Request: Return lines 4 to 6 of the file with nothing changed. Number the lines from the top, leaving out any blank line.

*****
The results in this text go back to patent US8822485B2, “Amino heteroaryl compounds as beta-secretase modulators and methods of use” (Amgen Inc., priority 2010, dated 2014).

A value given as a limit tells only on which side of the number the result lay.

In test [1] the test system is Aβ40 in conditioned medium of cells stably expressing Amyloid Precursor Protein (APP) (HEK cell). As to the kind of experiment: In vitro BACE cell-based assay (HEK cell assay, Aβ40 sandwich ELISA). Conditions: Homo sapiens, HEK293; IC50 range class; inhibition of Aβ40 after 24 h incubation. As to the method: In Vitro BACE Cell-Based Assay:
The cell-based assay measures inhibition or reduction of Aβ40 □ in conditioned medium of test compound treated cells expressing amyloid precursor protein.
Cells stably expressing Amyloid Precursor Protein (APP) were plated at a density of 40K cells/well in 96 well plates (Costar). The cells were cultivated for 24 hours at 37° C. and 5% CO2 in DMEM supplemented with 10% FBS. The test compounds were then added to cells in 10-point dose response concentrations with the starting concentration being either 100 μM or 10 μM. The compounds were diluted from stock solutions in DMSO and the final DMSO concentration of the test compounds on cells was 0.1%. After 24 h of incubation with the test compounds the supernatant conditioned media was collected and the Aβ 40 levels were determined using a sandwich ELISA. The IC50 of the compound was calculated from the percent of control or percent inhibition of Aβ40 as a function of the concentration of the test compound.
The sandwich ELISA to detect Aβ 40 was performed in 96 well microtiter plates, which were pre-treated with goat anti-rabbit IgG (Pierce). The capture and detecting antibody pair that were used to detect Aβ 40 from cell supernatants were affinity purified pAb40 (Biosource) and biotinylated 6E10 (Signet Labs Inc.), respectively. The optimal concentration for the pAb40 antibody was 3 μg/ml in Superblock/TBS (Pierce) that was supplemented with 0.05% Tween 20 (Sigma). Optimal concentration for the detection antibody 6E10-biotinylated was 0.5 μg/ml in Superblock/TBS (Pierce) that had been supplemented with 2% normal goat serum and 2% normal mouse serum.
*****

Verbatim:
The cell-based assay measures inhibition or reduction of Aβ40 □ in conditioned medium of test compound treated cells expressing amyloid precursor protein.
Cells stably expressing Amyloid Precursor Protein (APP) were plated at a density of 40K cells/well in 96 well plates (Costar). The cells were cultivated for 24 hours at 37° C. and 5% CO2 in DMEM supplemented with 10% FBS. The test compounds were then added to cells in 10-point dose response concentrations with the starting concentration being either 100 μM or 10 μM. The compounds were diluted from stock solutions in DMSO and the final DMSO concentration of the test compounds on cells was 0.1%. After 24 h of incubation with the test compounds the supernatant conditioned media was collected and the Aβ 40 levels were determined using a sandwich ELISA. The IC50 of the compound was calculated from the percent of control or percent inhibition of Aβ40 as a function of the concentration of the test compound.
The sandwich ELISA to detect Aβ 40 was performed in 96 well microtiter plates, which were pre-treated with goat anti-rabbit IgG (Pierce). The capture and detecting antibody pair that were used to detect Aβ 40 from cell supernatants were affinity purified pAb40 (Biosource) and biotinylated 6E10 (Signet Labs Inc.), respectively. The optimal concentration for the pAb40 antibody was 3 μg/ml in Superblock/TBS (Pierce) that was supplemented with 0.05% Tween 20 (Sigma). Optimal concentration for the detection antibody 6E10-biotinylated was 0.5 μg/ml in Superblock/TBS (Pierce) that had been supplemented with 2% normal goat serum and 2% normal mouse serum.